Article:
Vulnerabilities in Microsoft Windows
Microsoft has published a bulletin describing three
vulnerabilities that affect numerous versions of Microsoft Windows. Two of these
vulnerabilities are remotely exploitable buffer overflows that may allow an
attacker to execute arbitrary code with system privileges. The third vulnerability
may allow a remote attacker to cause a DoS.
The Microsoft RPCSS Service is responsible for managing
Remote Procedure Call (RPC) messages. There are two buffer overflow vulnerabilities
in the RPCSS service, which is enabled by default on many versions of Microsoft
Windows. These buffer overflows occur in sections of code that handle DCOM activation
messages sent to the RPCSS service. Microsoft has also published information
regarding a DoS vulnerability in the RPCSS service.
Microsoft Windows NT Work-station 4.0/NT Server 4.0/Terminal
Server Edition / Windows 2000 / Windows XP/Windows Server 2003.
By exploiting either of the buffer overflow vulnerabilities,
remote attackers may be able to execute arbitrary code with Local System privileges.
By exploiting the DoS vulnerability remote attackers may be able to disrupt
the RPCSS service. This may result in general system instability and require
Apply a patch from Microsoft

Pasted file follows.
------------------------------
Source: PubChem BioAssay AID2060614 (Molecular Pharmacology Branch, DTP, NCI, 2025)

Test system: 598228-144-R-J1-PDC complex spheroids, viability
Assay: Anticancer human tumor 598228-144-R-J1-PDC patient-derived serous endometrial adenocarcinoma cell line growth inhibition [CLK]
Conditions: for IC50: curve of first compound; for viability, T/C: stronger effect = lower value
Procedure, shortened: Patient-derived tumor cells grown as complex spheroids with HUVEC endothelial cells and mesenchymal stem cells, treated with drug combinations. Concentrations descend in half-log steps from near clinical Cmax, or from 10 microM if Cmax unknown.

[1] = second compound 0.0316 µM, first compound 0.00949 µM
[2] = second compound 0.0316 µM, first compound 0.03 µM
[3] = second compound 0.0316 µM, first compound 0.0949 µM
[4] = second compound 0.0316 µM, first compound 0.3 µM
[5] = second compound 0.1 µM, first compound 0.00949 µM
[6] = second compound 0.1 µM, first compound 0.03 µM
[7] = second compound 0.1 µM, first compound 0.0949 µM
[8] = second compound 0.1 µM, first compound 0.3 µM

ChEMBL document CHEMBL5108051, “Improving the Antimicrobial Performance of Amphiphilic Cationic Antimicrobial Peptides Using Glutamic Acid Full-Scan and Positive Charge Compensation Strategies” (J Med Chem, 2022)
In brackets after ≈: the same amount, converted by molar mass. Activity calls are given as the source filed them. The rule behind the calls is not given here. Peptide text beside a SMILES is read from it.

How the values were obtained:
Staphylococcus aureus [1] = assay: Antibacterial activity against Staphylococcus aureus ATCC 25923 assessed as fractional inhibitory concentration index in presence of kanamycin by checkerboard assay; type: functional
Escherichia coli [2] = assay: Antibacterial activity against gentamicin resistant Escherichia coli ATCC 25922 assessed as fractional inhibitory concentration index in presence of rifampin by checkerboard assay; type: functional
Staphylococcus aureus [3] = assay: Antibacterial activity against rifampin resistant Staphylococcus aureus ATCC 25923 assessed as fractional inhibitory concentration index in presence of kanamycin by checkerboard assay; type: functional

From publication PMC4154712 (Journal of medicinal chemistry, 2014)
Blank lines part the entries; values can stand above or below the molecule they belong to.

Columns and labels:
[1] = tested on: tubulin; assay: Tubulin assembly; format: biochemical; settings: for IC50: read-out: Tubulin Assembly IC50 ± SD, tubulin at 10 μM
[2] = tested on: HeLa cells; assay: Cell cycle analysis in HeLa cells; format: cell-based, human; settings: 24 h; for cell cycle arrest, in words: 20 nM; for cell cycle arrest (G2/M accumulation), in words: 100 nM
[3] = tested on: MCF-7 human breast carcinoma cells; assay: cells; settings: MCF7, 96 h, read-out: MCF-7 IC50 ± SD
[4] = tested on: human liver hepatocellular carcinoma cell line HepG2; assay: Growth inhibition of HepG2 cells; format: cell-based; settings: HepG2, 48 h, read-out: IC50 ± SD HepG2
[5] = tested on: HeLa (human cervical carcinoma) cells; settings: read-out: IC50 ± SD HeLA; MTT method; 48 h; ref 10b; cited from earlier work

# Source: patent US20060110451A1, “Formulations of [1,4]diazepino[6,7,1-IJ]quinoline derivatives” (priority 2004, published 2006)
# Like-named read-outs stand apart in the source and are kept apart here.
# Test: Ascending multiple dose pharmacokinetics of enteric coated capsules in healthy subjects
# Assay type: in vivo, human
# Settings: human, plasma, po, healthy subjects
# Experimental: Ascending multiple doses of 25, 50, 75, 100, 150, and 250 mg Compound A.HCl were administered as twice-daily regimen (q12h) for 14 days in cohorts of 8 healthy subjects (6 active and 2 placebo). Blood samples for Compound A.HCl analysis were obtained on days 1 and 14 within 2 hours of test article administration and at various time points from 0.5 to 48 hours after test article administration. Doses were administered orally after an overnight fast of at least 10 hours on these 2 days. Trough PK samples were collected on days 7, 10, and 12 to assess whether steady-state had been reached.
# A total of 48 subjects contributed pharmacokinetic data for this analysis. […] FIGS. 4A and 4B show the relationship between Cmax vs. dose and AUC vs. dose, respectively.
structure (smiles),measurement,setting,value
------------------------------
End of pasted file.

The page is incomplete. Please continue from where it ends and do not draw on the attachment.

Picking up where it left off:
Microsoft has published Microsoft Security Bulletin
MS03-039 to address this vulnerability. More information is available at
Block traffic to and from common Microsoft RPC ports
As an interim measure, users can reduce the chance
of successful exploitation by blocking traffic to and from well-known Microsoft
RPC ports, including Port 135 (tcp/udp) /137 (udp)/138 (udp)/139 (tcp)/445 (tcp/udp)/593
To prevent compromised hosts from contacting other
vulnerable hosts, system administrators should filter the ports listed above
for both incoming and outgoing traffic.
Disable COM Internet Services and RPC over HTTP
COM Internet Services (CIS) is an optional component
that allows RPC messages to be tunneled over HTTP ports 80 and 443. As an interim
measure, sites that use CIS may wish to disable it as an alternative to blocking
traffic to and from ports 80 and 443.